Magic Mushrooms for Performance

By Jamie Bussin and Peggy Van de Plassche  

Psilocybin is a naturally occurring compound produced by more than 200 species of fungi. Psilocybin is itself biologically inactive but is quickly converted by the body to psilocin, which has mind-altering effects similar, in some respects, to those of LSD, mescaline, and dimethyltryptamine (DMT). In general, the psychedelic effects include euphoria, visual and mental hallucinations, changes in perception, distorted sense of time, and perceived spiritual experiences. It can also cause adverse reactions such as nausea and panic attacks.

But according to entrepreneur Peggy Van de Plassche, psilocybin taken in microdose can potentially help with mental health, professional performance and consciousness. And, as is currently being researched, Peggy believes that psilocybin might help those suffering with anxiety and depression. We discussed her personal journey on Episode #310 of The Talk Show and Podcast. 

Peggy, a former venture capitalist, who has taken a (macro dose) psilocybin guided journey as part of her own personal exploration, started taking psilocybin in microdoses to help with symptoms of anxiety and depression and to help boost her mood. She sees why top CEOs like herself are reaching for the microdose diet to enhance performance in their career. She says, “I used to invest in technology companies (in her capacity as a venture capitalist), so this is usually where people focus on in my former industry. And it’s really increased creativity, increased focus, but also improvement of, I would say, brain cognition, such as memory. So your performance really, really skyrockets. I wrote a book in 10 days.”

Peggy’s biggest audience, and who she really wrote her book for, is her former peers, “…the Entrepreneurs, executives in the tech and financial services industry, services industry and think for a minute –  if these people become less stressed, less anxious, higher consciousness, more performant, I think that will improve the life of everyone around us. And I really look at that, thinking, you know what…. I can help make the world a better place.”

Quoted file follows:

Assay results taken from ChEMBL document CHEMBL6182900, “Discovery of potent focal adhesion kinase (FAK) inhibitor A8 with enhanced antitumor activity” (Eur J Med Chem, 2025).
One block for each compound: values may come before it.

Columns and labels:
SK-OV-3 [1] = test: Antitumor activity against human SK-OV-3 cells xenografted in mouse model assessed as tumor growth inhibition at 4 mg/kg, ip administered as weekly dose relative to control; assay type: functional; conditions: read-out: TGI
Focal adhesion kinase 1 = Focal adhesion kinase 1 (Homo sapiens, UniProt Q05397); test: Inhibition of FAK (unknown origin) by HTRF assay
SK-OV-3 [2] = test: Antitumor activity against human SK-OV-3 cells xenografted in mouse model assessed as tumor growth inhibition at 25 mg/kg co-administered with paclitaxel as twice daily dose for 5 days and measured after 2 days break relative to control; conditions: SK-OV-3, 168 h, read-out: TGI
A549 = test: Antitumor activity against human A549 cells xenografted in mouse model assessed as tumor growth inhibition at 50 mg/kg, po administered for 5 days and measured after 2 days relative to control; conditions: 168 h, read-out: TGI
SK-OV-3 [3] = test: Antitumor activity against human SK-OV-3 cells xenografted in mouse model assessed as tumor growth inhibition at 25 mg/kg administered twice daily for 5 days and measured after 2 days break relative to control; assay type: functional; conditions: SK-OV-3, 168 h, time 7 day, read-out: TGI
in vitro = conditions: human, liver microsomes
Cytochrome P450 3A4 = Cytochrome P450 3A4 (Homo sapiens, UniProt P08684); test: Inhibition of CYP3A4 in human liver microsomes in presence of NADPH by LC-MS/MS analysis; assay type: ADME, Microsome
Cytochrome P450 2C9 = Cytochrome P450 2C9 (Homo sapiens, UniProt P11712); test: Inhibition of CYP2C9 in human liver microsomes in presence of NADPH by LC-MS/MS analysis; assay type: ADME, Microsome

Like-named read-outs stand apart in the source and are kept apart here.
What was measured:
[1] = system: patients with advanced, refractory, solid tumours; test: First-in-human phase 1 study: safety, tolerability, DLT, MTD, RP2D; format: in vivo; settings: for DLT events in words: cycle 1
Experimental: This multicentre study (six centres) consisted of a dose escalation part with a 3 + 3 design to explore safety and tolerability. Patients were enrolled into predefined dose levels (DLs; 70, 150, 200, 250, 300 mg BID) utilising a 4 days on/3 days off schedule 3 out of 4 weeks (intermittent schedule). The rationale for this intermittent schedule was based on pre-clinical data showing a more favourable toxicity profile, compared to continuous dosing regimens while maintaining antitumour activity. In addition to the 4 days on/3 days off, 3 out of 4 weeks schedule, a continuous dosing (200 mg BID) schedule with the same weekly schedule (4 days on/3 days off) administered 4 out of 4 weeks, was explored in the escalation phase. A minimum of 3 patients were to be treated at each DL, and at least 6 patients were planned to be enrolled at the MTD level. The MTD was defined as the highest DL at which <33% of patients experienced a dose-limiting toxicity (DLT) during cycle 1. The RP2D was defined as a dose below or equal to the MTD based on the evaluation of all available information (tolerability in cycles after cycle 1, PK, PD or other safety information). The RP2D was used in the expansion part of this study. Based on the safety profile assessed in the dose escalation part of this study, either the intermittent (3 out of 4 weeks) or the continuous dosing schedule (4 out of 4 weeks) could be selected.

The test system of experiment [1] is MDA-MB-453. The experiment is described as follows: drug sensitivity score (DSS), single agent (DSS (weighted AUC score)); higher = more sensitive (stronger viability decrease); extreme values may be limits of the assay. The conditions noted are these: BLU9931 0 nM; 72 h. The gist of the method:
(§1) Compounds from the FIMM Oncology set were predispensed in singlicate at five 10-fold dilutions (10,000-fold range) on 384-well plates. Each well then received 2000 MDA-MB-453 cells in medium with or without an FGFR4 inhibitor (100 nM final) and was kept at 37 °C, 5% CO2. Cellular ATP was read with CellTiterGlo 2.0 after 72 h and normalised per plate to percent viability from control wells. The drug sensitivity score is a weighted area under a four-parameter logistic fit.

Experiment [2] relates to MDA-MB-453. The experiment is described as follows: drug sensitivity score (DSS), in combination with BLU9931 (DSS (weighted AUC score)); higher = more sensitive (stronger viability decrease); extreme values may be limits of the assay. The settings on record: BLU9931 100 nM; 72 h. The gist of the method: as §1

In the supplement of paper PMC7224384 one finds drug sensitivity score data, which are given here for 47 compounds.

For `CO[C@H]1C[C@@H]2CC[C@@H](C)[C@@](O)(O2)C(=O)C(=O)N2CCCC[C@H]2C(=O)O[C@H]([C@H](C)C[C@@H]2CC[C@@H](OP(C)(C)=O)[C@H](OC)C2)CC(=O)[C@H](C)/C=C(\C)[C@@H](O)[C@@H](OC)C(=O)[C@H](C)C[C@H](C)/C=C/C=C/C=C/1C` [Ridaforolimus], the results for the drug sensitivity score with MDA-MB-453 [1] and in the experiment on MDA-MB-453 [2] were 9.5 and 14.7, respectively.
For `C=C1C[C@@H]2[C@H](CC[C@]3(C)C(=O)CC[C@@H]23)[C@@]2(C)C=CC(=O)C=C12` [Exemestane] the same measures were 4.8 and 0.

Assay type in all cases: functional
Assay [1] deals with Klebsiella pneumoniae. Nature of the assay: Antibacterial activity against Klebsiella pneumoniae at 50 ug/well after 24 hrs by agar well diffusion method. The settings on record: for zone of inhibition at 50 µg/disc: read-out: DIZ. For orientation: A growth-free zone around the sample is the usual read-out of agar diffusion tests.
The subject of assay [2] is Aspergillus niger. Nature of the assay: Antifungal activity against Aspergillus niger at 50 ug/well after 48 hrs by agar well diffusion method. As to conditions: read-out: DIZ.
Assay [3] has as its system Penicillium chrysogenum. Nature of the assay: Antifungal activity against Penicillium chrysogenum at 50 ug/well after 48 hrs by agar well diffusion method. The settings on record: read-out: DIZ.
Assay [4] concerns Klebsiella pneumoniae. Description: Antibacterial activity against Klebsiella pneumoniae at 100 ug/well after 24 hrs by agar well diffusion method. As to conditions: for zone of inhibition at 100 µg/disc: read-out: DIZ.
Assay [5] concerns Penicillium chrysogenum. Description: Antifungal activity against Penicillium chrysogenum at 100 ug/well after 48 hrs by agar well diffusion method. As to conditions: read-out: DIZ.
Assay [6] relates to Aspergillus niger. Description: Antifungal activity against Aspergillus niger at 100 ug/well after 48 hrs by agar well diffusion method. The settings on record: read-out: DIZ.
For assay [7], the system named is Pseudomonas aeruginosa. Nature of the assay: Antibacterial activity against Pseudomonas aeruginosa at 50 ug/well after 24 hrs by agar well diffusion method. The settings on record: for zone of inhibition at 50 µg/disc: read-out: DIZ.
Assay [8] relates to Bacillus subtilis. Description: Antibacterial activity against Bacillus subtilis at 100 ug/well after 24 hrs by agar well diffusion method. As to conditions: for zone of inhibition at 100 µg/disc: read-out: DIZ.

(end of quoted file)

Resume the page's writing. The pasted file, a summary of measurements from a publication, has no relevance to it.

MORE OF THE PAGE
Other people might be more interested in exploring their consciousness, which Peggy describes as “the relationship with yourself, the relationship with others, increased compassion, increased empathy, so that makes you a better human being all around.” I worry about the apocryphal “bad trip” which Peggy acknowledges can happen, and is more prevalent in men who have more difficulty in letting themselves go than women, in a macro dosing scenario. 

However, according to Peggy, the risk of that type of bad outcome isn’t likely when microdosing. Contrasting between the two situations “We’re talking about taking 100 milligrams of mushrooms. A trip would be 3 g. So, very different. But also, you’re taking it every two, every three days. You go to work, you do your life. You take it, you don’t feel anything. You know, like no physical sensation. There are results, but no physical sensation.”

Because microdosing means taking psilocybin regularly, I wonder about the possibility of addiction or the body building up immunity. But according to Peggy, who researched the issue, psychedelics are non-addictive. “So if, for whatever reason, I want to stop for three months, it is not an issue, but it also means that you don’t have to increase the dosage to continue to have the benefits. Your brain rewires constantly thanks to neuroplasticity. You don’t have to increase the dosage.” 

Peggy combines microdosing with wellness practices such as clean-eating, exercise and abstention from other drugs or alcohol and from mindfulness practices such as meditation and journaling (which led her to write two books about her life and experience with psilocybin).  She purports not to take breaks from microdosing, or suffer from any side-effects, describing herself as someone who is ‘hungry for more’. “I don’t stop for three months, but I microdose every two or every three days.”

With respect to contraindications, Peggy suggests pregnant women or those who are breastfeeding should not microdose psilocybin. The drug is, of course, inappropriate for minors. Those suffering with serious mental health issues such as schizophrenia should not take psilocybin as it might make their existing symptoms worse.